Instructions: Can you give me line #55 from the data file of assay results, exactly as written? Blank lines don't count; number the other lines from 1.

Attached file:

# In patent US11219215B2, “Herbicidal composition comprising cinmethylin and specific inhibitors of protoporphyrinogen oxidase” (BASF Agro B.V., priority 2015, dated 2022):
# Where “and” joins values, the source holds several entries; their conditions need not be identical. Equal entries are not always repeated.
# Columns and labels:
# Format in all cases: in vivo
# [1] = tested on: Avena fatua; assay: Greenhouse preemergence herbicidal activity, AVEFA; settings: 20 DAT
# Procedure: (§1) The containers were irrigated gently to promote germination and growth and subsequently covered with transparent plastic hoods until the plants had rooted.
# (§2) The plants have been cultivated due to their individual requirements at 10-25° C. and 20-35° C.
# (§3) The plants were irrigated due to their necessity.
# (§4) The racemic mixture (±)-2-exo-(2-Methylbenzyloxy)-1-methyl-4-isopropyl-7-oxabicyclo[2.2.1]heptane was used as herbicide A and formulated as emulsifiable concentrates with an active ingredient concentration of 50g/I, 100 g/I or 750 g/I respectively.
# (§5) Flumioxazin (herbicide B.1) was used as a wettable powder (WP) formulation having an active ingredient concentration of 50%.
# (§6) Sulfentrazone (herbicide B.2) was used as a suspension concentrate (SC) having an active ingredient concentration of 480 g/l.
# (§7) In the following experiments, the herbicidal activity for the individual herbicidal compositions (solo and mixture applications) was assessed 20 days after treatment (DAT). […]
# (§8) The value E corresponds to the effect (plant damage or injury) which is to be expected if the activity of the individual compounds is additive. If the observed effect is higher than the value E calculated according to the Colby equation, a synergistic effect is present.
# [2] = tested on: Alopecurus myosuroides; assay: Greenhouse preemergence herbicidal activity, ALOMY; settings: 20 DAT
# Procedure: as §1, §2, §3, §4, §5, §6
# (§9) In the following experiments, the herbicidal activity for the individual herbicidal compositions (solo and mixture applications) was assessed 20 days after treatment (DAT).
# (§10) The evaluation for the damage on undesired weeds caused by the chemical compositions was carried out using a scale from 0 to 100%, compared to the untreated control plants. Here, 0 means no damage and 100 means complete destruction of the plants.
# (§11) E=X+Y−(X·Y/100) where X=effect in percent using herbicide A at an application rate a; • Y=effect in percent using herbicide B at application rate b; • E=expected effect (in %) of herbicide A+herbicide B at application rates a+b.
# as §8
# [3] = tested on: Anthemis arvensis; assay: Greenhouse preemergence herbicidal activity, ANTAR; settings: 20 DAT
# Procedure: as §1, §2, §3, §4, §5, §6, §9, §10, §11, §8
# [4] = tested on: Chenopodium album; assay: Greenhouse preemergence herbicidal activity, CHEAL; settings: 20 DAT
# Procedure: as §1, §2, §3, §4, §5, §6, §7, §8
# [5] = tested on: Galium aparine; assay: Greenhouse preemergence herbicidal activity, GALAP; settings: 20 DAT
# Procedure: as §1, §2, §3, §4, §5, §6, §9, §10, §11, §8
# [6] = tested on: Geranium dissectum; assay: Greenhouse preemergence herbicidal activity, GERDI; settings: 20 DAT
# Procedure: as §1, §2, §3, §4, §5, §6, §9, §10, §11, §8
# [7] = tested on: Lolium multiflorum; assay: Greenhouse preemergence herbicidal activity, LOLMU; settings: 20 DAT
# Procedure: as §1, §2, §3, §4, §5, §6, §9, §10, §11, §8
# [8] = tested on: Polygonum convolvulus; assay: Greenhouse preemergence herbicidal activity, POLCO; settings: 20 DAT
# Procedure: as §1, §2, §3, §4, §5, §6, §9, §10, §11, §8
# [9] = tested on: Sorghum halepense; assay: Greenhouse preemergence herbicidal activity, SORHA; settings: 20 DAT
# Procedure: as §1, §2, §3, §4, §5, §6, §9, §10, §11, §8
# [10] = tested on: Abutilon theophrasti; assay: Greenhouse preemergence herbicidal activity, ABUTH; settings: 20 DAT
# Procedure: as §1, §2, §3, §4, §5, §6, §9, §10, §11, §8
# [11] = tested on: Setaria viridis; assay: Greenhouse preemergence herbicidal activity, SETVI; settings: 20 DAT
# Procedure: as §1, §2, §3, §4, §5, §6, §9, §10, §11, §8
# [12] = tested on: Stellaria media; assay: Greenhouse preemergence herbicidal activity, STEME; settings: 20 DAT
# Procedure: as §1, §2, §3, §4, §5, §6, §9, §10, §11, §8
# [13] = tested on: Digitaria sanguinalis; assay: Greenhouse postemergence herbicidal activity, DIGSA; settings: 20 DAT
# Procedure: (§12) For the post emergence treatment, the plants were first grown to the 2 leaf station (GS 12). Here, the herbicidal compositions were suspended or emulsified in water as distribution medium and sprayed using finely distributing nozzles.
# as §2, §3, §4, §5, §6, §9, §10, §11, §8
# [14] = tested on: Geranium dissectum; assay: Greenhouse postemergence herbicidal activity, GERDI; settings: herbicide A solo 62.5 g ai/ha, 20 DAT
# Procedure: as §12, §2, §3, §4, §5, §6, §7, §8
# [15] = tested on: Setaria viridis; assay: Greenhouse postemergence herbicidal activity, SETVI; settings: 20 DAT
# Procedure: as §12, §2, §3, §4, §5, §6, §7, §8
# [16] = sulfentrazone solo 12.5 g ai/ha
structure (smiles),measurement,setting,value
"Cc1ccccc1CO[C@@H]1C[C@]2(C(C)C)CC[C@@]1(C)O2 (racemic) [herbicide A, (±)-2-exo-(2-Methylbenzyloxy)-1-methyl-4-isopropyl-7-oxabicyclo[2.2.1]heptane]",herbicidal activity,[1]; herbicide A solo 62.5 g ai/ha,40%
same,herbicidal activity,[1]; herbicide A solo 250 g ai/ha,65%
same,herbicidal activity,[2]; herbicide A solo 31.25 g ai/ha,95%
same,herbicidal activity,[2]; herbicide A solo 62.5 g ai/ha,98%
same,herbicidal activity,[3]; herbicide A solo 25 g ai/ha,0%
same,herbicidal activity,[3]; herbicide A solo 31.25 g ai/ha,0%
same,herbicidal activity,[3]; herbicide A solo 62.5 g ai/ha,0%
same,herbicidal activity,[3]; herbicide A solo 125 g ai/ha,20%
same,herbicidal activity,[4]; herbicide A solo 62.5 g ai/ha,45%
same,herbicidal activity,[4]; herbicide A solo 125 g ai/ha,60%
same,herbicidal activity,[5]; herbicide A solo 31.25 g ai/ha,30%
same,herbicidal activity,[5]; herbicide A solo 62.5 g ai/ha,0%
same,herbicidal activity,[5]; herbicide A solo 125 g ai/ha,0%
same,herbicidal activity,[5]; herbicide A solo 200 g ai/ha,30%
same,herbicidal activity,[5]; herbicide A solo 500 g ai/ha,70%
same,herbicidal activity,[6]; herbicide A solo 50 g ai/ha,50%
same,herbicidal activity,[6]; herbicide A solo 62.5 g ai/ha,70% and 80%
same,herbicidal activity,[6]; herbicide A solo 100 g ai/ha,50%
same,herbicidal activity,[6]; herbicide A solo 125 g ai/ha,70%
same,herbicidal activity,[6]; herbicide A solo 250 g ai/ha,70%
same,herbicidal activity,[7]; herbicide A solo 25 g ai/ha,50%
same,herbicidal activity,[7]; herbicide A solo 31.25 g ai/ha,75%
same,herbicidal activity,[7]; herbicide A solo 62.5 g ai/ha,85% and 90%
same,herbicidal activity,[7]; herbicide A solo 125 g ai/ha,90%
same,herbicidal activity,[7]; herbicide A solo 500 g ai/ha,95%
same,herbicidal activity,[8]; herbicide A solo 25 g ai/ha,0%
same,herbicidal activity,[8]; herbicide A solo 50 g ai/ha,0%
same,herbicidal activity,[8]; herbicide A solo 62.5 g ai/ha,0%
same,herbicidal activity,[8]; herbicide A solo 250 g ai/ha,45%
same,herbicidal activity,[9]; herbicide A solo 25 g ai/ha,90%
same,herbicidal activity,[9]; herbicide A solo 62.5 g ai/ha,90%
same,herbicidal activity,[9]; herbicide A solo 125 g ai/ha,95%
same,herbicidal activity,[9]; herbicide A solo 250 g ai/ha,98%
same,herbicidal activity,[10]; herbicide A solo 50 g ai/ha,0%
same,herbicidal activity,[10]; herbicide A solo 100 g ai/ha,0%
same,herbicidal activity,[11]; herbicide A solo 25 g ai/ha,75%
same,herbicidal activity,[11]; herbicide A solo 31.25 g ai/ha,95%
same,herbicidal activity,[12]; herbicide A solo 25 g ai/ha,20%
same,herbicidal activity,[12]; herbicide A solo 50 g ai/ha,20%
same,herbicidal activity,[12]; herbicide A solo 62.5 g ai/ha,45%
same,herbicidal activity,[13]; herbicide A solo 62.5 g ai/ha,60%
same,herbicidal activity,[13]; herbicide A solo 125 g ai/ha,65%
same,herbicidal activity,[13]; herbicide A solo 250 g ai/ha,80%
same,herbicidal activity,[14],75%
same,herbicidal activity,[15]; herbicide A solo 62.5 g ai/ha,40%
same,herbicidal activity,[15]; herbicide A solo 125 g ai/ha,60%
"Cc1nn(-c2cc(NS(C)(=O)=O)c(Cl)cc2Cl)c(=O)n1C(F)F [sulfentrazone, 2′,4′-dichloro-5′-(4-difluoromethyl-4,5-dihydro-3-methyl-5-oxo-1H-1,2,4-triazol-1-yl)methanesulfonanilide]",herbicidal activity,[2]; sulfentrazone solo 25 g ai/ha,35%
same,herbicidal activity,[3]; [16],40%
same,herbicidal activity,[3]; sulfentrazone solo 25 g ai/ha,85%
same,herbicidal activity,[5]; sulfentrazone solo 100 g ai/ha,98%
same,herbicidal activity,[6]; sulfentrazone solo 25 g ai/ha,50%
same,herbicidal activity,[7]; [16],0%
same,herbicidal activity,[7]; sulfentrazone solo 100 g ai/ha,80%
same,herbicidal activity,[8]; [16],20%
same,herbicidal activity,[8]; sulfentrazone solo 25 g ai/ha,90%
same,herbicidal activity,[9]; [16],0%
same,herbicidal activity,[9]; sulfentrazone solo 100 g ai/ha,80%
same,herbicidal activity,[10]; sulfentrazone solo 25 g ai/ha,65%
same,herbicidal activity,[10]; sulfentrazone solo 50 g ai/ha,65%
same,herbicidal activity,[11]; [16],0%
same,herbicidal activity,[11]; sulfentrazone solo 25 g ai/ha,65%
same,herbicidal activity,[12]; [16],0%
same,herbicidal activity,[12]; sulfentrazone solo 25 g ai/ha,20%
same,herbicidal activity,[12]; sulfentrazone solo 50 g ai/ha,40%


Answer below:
same,herbicidal activity,[3]; herbicide A solo 62.5 g ai/ha,0%